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Comment: Re:A little safer than a computer in a hotel lobby (Score 1) 183

by cool_arrow (#44758437) Attached to: NSA-resistant Android App 'Burns' Sensitive Messages
Sandy bridge processors have those cool cell phones built right in. But that kill switch will only be used in the event that your wonderful computer is stolen :D http://www.tgdaily.com/opinion-features/53108-analysis-intel-to-introduce-processor-with-remote-kill-switch

Comment: Re:You still can't control recipient devices (Score 1) 183

by cool_arrow (#44758221) Attached to: NSA-resistant Android App 'Burns' Sensitive Messages
google "baseband exploit" http://vimeo.com/25806106 Also, there is something called STK or simtoolkit ( a gsm standard protocol). Big business like banks can make deals with carriers to run apps securely with the sim card. It isn't used so much in the usa but the capability is there. The way the sim card gets programmed via specially formatted sms with the proper keys etc.

Comment: Re:Very little utility here (Score 1) 183

by cool_arrow (#44758023) Attached to: NSA-resistant Android App 'Burns' Sensitive Messages
agree. I've often wondered how it is the nice people who put out "secure" apps and recommend them to dissidents, journalists, etc in oppressive regimes have never heard of baseband (radio) exploits. Also, apps can be run in the sim. The sim and baseband can be updated/programmed remotely. One doesn't know what's going on inside the sim or baseband.

Comment: Re:No shocker there (Score 1) 440

by cool_arrow (#44749105) Attached to: What Works In Education: Scientific Evidence Gets Ignored
Too many high school students get no theorems or proofs and memorize algorithms and have no idea what they mean. I corresponded with an online math prof recently while looking for some extra course work for my son and in part of his email he said: "We don't memorize too many equations in my class - we derive them". Maybe that approach isn't for everyone but I think it's better than the most.

Comment: Re:No shocker there (Score 1) 440

by cool_arrow (#44748891) Attached to: What Works In Education: Scientific Evidence Gets Ignored
Agree. You need a little of each of those things. Regarding bad teachers I thought the book by Liping Ma was interesting. A review: http://beta.metastudio.org/objects/2013/02/22/book-review-knowing-and-teaching-elementary-mathematics-liping-ma/ Seems chinese teachers with less education than their USA counterparts understand math far better. From the book: "The situation of the two teacher is that the U.S. teachers have a shallow understanding of a large number of mathematical structures including the advanced ones, but the Chinese teachers have a deeper understanding of the elementary concepts involved in mathematics."

+ - Microsoft buys Nokia - most of it->

Submitted by multatuli
multatuli (740516) writes "Microsoft Corporation and Nokia Corporation today announced that the Boards of Directors for both companies have decided to enter into a transaction whereby Microsoft will purchase substantially all of Nokia’s Devices & Services business, license Nokia’s patents, and license and use Nokia’s mapping services."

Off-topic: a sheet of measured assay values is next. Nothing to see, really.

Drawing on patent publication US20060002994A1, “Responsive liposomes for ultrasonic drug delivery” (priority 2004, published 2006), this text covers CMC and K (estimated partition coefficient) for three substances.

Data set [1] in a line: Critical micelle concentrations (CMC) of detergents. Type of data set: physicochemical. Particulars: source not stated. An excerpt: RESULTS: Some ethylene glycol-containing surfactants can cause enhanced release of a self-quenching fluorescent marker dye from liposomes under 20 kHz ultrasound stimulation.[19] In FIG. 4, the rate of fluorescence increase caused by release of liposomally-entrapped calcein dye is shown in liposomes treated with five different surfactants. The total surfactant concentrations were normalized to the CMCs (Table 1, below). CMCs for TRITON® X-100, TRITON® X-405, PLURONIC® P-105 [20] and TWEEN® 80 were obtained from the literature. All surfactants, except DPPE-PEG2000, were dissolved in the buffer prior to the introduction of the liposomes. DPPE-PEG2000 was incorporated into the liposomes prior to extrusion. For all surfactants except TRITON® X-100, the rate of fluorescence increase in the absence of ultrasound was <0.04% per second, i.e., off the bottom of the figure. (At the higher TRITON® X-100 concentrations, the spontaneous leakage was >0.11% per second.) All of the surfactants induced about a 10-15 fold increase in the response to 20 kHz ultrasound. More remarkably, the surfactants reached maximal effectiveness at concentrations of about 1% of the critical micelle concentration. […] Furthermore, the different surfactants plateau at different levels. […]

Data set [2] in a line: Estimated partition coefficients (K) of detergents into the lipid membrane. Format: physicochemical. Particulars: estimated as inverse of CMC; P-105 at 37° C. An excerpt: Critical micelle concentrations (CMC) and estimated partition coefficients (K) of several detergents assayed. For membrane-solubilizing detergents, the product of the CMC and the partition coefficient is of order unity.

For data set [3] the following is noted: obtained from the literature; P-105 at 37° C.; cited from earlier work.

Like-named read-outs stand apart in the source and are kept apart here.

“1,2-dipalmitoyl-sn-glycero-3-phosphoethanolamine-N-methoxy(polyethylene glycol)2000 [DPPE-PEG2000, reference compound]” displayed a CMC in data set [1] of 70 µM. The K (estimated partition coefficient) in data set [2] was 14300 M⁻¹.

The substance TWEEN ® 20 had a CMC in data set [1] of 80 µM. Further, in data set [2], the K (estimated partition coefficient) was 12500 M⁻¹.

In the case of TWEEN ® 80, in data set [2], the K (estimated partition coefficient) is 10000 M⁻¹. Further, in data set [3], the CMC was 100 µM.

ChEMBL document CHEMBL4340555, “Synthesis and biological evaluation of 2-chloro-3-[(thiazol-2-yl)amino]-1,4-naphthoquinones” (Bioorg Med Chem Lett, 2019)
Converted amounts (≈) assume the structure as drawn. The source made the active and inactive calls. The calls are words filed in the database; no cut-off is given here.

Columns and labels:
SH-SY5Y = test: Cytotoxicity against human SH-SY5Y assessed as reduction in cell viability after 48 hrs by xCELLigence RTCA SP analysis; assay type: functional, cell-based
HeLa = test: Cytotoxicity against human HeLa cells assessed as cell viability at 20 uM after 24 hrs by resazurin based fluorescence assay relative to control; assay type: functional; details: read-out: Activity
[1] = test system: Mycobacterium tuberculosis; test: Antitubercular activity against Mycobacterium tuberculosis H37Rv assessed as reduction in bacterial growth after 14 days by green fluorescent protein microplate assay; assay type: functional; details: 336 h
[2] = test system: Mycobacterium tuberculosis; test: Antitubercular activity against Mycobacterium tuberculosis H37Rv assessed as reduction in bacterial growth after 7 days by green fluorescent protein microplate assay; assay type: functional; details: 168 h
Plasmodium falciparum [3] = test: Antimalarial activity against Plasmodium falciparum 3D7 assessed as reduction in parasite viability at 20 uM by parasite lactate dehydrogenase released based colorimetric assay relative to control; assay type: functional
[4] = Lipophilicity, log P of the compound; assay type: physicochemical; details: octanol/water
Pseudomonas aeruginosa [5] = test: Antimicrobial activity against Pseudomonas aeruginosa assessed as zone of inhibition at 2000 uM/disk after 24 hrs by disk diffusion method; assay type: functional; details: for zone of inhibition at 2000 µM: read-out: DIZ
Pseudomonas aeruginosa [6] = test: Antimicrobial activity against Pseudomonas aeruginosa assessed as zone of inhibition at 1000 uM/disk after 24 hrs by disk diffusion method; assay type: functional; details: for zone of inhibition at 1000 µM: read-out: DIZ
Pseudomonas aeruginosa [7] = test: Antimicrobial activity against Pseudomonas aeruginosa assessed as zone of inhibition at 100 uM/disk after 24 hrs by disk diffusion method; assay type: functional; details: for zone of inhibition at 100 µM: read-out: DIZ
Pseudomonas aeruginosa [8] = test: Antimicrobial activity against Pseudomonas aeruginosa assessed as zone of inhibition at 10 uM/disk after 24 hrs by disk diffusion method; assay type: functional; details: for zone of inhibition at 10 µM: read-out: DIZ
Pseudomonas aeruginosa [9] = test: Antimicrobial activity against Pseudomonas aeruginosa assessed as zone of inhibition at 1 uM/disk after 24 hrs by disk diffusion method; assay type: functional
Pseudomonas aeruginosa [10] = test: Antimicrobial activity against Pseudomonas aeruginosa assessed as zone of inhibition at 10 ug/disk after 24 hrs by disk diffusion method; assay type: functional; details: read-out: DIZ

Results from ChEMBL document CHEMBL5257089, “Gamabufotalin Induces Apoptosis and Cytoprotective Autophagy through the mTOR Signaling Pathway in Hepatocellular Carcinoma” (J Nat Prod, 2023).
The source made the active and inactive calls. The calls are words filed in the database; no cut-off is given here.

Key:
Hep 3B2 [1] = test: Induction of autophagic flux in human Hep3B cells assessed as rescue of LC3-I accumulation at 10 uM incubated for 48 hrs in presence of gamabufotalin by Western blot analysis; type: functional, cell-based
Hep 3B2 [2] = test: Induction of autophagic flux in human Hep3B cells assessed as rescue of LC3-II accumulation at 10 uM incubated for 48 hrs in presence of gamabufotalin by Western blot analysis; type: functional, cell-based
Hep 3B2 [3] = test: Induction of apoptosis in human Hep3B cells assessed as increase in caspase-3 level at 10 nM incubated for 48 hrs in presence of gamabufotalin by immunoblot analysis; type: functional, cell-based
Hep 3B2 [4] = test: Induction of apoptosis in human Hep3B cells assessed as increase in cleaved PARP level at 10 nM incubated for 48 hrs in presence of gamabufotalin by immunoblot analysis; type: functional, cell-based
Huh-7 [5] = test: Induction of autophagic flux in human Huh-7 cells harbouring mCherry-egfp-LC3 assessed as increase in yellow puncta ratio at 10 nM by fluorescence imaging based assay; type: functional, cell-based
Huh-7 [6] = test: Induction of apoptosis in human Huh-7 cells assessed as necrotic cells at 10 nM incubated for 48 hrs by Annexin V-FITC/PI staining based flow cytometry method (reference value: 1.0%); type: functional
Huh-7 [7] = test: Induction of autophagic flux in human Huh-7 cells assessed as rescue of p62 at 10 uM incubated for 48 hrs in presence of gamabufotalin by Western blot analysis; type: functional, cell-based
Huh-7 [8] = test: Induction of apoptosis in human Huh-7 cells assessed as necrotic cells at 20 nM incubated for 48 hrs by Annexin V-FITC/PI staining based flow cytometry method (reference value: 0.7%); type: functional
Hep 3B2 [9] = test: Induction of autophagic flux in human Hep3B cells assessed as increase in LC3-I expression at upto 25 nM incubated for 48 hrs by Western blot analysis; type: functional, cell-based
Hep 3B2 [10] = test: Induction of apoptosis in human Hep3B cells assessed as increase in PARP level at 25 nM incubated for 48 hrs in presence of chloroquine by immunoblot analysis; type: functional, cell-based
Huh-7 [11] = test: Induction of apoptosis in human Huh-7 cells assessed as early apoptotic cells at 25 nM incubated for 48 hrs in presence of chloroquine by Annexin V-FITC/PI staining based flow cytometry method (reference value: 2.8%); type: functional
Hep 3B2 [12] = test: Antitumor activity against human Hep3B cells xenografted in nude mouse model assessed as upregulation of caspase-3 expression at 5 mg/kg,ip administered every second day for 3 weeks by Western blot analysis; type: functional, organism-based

Link to Original Source

+ - Snowden Masqueraded As Top Officials To Mine NSA's Deepest Secrets

Submitted by schnell
schnell (163007) writes "As government investigators continue to try to figure out just how much data whistleblower Edward Snowden had access to, MSNBC is reporting that Snowden used his sysadmin privileges to assume the user profiles of top NSA officials in order to gain access to the most sensitive files. His sysadmin privileges also enabled him to do something other NSA users can't — download classified files from NSAnet onto a thumb drive. “Every day, they are learning how brilliant [Snowden] was,” said a former U.S. official with knowledge of the case. “This is why you don’t hire brilliant people for jobs like this. You hire smart people. Brilliant people get you in trouble.”"

+ - 100% fail rate on Liberia University's admission exam

Submitted by slew
slew (2918) writes "Apparently none of the 24K+ students who sat for the 2013 Liberia University entrance exam got a passing mark, and fewer than a hundred managed to pass the either the english (pass level 70%) or math (pass level 50%) sections required to qualify to be part of the normal class of 2k-3k students admitted every year...

Historically, the pass rate has been about 20-30% and in recent years, the test has been in multiple-guess format to facilitate grading. The mathematics exam generally focuses on arithmetic, geometry, algebra, analytical geometry and elementary statistic and probability; while the English exam generally focuses on grammar, sentence completion, reading comprehension and logical reasoning.

However, as a testatment to the over-hang of a civil war, university over-crowding, corruption, social promotion, the admission criteria was apparently temporarily dropped to 40% math and 50% english to allow the provisional admission of about 1.6K students. And people are calling foul..."

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